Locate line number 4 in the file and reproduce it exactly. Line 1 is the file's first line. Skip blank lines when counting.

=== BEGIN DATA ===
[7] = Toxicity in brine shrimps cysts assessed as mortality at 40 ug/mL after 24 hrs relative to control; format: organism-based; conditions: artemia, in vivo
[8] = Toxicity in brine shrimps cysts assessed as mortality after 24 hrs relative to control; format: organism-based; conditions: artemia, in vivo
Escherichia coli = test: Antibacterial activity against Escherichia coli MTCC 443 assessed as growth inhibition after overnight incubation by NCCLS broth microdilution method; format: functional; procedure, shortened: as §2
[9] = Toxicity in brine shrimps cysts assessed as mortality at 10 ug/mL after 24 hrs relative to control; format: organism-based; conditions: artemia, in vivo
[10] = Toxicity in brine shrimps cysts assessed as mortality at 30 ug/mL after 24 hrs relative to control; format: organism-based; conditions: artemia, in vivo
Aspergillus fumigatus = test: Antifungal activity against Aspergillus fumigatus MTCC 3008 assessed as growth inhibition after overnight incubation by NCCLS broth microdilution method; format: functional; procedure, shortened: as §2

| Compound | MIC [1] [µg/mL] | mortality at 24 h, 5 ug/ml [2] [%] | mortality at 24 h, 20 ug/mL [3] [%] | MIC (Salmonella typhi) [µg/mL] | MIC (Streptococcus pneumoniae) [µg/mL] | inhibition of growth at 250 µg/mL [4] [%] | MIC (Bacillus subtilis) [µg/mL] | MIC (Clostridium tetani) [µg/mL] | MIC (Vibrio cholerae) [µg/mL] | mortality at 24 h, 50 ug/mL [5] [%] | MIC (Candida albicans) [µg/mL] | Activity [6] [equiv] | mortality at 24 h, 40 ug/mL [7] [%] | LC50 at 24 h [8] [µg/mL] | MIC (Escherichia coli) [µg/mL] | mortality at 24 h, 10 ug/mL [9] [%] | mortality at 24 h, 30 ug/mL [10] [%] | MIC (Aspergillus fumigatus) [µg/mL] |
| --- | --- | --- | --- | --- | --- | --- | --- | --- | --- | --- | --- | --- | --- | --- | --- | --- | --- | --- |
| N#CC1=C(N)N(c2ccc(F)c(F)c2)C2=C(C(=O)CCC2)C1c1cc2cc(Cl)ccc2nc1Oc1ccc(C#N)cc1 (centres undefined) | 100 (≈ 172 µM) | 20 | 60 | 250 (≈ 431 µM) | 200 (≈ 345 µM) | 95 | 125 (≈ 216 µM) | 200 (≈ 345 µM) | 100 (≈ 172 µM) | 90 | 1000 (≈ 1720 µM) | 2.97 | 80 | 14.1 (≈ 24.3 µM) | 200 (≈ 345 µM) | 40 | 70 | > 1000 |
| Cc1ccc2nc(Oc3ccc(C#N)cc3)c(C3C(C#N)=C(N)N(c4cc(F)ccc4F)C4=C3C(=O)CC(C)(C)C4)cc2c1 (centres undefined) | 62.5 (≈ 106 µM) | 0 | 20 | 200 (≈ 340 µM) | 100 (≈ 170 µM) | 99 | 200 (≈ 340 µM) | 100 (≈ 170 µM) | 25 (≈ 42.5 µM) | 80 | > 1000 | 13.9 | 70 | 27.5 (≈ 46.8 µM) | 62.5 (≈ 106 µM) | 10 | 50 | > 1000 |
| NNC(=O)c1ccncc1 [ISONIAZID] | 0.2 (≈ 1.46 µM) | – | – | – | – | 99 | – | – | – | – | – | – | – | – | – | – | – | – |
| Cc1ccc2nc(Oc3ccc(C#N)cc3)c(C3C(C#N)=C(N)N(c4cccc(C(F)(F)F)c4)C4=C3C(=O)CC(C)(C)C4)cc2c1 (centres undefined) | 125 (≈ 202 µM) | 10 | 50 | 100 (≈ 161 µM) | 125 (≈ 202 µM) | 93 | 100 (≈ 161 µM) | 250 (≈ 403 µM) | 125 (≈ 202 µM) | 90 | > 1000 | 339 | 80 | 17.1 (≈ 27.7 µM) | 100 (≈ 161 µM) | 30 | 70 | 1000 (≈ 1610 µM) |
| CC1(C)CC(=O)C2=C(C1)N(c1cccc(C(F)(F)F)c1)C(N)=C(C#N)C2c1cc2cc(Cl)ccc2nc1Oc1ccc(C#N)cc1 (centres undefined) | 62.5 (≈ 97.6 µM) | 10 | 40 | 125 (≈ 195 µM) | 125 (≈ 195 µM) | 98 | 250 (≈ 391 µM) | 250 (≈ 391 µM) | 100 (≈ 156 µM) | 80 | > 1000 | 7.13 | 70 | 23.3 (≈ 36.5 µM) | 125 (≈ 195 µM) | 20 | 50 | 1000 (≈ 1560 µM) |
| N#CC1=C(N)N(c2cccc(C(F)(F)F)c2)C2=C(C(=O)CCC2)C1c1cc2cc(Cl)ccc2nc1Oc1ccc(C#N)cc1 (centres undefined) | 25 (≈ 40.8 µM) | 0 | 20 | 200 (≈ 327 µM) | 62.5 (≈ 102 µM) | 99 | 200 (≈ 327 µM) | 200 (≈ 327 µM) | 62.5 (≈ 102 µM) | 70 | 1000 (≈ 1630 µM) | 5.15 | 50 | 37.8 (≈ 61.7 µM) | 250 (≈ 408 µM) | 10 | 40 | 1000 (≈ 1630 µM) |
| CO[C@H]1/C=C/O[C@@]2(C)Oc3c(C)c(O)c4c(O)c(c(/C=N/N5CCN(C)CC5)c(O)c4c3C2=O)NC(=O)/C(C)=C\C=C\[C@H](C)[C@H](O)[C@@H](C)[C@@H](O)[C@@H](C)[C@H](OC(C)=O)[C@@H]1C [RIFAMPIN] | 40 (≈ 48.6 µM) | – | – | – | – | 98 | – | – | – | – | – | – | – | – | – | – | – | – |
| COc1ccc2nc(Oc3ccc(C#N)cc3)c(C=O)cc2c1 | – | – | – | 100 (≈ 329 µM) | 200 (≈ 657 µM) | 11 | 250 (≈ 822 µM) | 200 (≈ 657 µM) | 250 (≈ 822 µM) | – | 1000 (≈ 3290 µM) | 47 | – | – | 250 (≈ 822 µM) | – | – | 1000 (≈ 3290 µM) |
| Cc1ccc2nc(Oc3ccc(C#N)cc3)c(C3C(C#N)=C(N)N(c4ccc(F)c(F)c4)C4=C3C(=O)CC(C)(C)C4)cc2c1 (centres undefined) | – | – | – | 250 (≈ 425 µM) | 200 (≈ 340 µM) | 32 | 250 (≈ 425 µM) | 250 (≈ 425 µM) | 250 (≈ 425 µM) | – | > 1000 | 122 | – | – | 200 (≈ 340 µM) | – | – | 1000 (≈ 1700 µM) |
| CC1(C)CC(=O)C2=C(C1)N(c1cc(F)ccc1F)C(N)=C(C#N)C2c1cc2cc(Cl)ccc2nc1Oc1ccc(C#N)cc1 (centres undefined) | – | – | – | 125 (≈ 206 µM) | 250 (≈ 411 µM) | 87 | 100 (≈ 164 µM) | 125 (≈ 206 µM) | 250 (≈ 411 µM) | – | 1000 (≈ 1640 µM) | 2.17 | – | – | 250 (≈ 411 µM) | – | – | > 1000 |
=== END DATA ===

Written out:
[9] = Toxicity in brine shrimps cysts assessed as mortality at 10 ug/mL after 24 hrs relative to control; format: organism-based; conditions: artemia, in vivo